Where did your glamorous summer travel Instagram “plandid” take place this year? Perhaps you tacked along the well-groomed wake with the millennial yuppies to Mykonos or Tulum. Or joined the children of the mindfulness movement transcending consciousness in Bali’s tropical confines. Maybe you became a Surf Lodge evangelist, anointing the Montauk party palace your “happy place.” (And promptly reminding the world of that every weekend.) Mine came from that indelible symbol of style and prestige — Asbury Park, New Jersey. No, really.
When designer Anda Andrei and hotelier David Bowd teamed up in 2016 to open the Asbury Hotel, the first phase of real estate firm iStar’s multipronged plan to revitalize the dilapidated area around the boardwalk, they paid homage to the historic beach town’s fabled past — and what it could still be. Three years later, the last piece of the puzzle finally arrives, though Asbury Ocean Club and Residences’ purpose is to take guests far, far away. “It’s a bubble,” Andrei says. “You come in from downstairs and have no idea what to expect. You get in the elevator, and the moment it opens upstairs, you leave Asbury behind.”
Many hotels attempt to transport visitors to another place or time, or at least sequester them from the outside world. Ocean Club actually fulfills that promise. Miami? Santorini? Standing on the outdoor terrace among the fully grown pine trees and wisteria-cloaked pergola shading an open-air bar, you’d buy either. Andrei oriented the fourth floor, which contains all 54 guest rooms, to align perfectly with the horizon, giving the illusion that nothing but sea lies just beyond the edge of the pool fringed by minimalist loungers. A colorful bench by artist Dirk Vander Kooij, roving granita cart, and man-made installation of sand dunes fill out the frame. Taking the scene in, it’s hard to believe you’re only an hour and a half from Manhattan. It’s not the only revelation Ocean Club has in store. “You have to unravel one-by-one and never give the whole story at once because then the mystery is gone,” says Andrei, who also worked with architecture firm Bonetti/Kozerski on the project. “It’s like any seduction, the seven veils. There are places you do where you want people to never leave.”
The property’s beating heart is the drawing room, a glass house rimmed by a reflection pool — Andrei calls it the “snow globe” for its visual effect come winter — where guests convene for champagne and caviar, live jazz on the baby grand piano, and meditative views of the dune garden, the creation of landscape designer Madison Cox, whose notable work includes Marrakech’s Majorelle Gardens. With Andrei’s touch, the space feels like her personal living room thanks to a Space Copenhagen chair here, hand-painted vase there, some crisp lighting fixtures by Apparatus, and, of course, a clutch of her custom velvet stools in soft pink, pine green, and amber.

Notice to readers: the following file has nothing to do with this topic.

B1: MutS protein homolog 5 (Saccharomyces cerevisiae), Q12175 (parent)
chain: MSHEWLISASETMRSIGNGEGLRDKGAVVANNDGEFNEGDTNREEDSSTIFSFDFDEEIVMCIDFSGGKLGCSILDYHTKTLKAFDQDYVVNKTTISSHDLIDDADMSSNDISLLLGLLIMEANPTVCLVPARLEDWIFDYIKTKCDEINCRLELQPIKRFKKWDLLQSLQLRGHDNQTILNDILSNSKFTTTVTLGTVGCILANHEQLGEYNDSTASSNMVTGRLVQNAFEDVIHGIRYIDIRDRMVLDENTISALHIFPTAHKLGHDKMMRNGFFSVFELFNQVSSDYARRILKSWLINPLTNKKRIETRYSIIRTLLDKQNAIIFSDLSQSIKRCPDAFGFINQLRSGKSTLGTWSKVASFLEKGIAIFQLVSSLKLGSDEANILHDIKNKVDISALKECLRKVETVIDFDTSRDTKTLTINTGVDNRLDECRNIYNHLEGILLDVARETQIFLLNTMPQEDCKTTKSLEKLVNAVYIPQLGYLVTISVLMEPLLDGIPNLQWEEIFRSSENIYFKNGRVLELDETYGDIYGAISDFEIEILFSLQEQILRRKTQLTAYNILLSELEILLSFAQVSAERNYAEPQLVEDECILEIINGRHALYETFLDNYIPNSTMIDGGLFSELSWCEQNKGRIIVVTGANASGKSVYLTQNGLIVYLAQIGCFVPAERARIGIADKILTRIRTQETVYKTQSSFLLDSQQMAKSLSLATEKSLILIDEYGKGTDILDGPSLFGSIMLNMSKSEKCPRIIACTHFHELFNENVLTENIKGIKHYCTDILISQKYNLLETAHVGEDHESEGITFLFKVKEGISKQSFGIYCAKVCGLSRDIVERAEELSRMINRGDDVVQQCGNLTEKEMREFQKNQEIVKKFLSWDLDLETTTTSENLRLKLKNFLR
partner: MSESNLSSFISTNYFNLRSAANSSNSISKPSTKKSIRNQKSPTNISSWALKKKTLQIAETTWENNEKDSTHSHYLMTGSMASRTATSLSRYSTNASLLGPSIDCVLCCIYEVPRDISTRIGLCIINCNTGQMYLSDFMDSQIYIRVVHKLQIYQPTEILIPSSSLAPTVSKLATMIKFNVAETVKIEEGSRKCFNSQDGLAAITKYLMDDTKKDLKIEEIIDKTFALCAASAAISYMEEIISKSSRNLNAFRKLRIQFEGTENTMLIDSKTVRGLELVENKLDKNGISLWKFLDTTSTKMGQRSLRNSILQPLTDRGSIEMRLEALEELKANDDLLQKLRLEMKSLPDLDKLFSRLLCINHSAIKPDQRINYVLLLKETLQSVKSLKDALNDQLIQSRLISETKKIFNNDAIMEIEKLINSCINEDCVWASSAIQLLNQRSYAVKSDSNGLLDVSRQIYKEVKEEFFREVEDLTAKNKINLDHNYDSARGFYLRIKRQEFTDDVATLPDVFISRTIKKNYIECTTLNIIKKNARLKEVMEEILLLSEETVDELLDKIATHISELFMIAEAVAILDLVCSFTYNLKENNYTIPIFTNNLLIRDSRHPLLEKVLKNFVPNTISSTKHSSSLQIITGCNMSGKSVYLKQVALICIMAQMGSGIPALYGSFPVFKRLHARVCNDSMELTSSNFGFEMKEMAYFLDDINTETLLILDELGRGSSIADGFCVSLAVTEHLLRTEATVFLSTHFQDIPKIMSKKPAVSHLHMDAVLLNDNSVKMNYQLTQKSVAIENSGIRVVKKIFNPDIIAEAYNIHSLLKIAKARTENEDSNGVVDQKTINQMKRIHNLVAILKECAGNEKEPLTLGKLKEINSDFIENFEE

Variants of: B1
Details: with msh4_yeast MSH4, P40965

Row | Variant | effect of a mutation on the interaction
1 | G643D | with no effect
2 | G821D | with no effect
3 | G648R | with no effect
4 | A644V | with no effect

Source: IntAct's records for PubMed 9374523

The 54 loft-style rooms conjure the same pied-à-terre atmosphere as the building’s high-rise residences. Daybeds, glass-box showers, and Bowd’s tasteful edit of amenities — MiN body wash, sprays by organic Australian brand Grown Alchemist, and Palermo Body soaps — hit all the right notes. As do the Patchology face masks and eye gels in the mini bar. (Quickie kits from stylish sex brand Maude are another shiny object, er toy, to keep guests ensconced.) “Hotels are fantasies,” Andrei says. “You’re there for a few days and you can dream what you want to dream.”
Throughout the hotel, an overarching serenity prevails. Even walking down a hallway feels calming thanks to the sheer curtains that stream in muted light and muddle views of the frenzied boardwalk below. The wellness program offering aromatherapy, meditation sessions, and tai chi is a focal point and will become a major draw for colder months once the spa opens in the fall. “Anda and I are very similar. We opine over every single intricate detail,” says Bowd, who painstakingly tested the cocktail menu’s white negroni way longer than is sensible. (It’s damn good.) He jokingly refers to the duo’s scrutinization process as whatabout. Whatabout this? Whatabout trying that? “Maybe one day we’ll have a book of our text messages to each other.”
Of course, the debaucherous temptations of a re-energized Asbury Park — the always-on Asbury Hotel, and its live music venue and bowling alley Asbury Lanes across the street, among them — are a quick elevator ride away. Ocean Club’s forthcoming street-level restaurant reportedly has big-name culinary talent attached and will bring a white-tablecloth experience, along with a marketplace and multi-brand retail component, to the beach for the first time. Bowd insists it will be a game changer. “Nowhere else can you get this without getting on a flight or sitting in traffic for five hours,” he says, noting its close proximity to New York City. Andrei points to the yin-and-yang factor of the sister properties as a key to the project’s success. “It’s the extrovert hotel and the introvert hotel — it matches the mood and needs you have. The fact that we created a mini-universe and go to both ends between the most social place with crazy music and dancing to where we are now,” she says, referring to the peaceful sunlit breakfast salon we are sitting in. “I have no idea where I landed.”
Therein lies the beauty of Asbury Ocean Club. It can be wherever you want it to be.